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Because lasers are cool, Nikon has new dot-sight accessory for Coolpix cameras

How do you make a camera even cooler? Just add a “laser” to the top. In the midst of the Nikon’s largest product launch of the year, the unveiling of the full-frame mirrorless Z series, Nikon has also announced the development of a dot sight accessory and the official launch of the previously teased phase fresnel 500mm lens.

The idea behind the dot sight, named the Nikon DF-M1, is simple: To help guide photographers using super telephoto lenses to figure out where, exactly, the camera is pointed. The accessory was designed with the crazy 125x zoom of the Nikon Coolpix P1000 in mind, but the company says it is compatible with any Nikon camera with a hot shoe. 

Using long telephoto lenses can make it difficult to find your subject, especially when trying to track a moving subject. The DF-M1 is designed to help in those scenarios, giving photographers a way to track objects accurately without needing to look through the lens. The accessory is slated to list for about $175.


Nikon also shared full details on the previously announced AF-S Nikkor 500mm f/5.6E PF VR — a super telephoto that uses a phase fresnel design to cut the weight in half compared to similar lenses. Despite the longer focal length, the lens weighs about as much as the company’s 70-200mm f/2.8E FL ED VR lens at about 3.2 pounds. Nikon says that previous 500mm lenses pushed past six pounds.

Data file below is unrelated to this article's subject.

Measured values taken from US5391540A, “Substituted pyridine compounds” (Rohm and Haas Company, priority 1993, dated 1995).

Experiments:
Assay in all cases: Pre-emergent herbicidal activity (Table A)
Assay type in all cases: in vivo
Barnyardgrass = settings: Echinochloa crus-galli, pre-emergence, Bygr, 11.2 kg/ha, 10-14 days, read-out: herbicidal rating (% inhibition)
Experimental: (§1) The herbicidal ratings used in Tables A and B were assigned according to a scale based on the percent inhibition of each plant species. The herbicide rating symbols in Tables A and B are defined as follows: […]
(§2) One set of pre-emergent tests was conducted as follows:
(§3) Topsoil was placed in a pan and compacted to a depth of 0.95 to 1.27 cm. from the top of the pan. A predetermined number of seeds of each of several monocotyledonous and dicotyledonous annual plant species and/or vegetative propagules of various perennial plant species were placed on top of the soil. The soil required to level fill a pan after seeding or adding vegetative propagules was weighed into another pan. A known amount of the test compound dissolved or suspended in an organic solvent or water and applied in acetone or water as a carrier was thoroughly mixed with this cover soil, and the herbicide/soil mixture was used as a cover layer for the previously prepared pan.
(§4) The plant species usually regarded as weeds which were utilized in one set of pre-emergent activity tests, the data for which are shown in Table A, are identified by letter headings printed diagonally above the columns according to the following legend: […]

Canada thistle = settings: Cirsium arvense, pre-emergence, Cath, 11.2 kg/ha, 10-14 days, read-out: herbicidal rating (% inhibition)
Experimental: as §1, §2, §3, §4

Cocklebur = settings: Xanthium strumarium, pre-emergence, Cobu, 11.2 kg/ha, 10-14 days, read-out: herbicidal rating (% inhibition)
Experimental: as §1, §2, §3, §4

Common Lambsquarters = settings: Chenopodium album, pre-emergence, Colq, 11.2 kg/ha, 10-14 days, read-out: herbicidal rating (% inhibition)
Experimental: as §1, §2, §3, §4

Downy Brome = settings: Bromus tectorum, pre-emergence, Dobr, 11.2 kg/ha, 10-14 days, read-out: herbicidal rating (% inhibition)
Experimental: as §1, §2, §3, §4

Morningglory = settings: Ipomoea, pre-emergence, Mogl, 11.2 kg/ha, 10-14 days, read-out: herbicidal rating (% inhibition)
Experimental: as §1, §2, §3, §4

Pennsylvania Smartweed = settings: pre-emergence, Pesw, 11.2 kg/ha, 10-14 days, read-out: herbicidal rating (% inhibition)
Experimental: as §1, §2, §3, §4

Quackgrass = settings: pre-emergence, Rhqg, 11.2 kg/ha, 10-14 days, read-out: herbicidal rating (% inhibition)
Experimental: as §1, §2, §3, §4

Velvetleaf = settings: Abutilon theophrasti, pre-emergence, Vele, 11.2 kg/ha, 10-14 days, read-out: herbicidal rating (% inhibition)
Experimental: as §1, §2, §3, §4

The lighter design also makes it possible to use the telephoto without a tripod to help take some of the weight off the photographer. Phase Fresnel lenses rely on diffraction to reduce chromatic aberration, which eliminates several elements from the lens. Nikon says the design works well even with high-resolution cameras and also produces colors that are almost true to life. Despite the aim of keeping a low weight profile, the lens is still weather-sealed and a fluorine coating helps repel water grease and dirt from the front element.

A new autofocus system also contributes to the lighter weight. By making the autofocus components lighter, Nikon says they’ve also managed to make it faster. The lens also includes Vibration Reduction, Nikon’s term for image stabilization, which is rated at up to four stops and has both a normal and a sports mode.

The full-frame lens is available in F-mount, but it can be used with the new Z7 and Z6 mirrorless cameras with the FTZ adapter (also announced today). It will begin shipping on September 13 for $3,600.

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